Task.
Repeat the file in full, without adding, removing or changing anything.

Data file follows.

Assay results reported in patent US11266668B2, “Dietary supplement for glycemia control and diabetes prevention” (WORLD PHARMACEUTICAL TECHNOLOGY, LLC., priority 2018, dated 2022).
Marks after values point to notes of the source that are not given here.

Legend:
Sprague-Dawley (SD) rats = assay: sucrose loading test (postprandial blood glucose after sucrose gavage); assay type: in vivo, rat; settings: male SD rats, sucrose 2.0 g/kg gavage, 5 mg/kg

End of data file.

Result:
Assay results reported in patent US11266668B2, “Dietary supplement for glycemia control and diabetes prevention” (WORLD PHARMACEUTICAL TECHNOLOGY, LLC., priority 2018, dated 2022).
Marks after values point to notes of the source that are not given here.

Legend:
Sprague-Dawley (SD) rats = assay: sucrose loading test (postprandial blood glucose after sucrose gavage); assay type: in vivo, rat; settings: male SD rats, sucrose 2.0 g/kg gavage, 5 mg/kg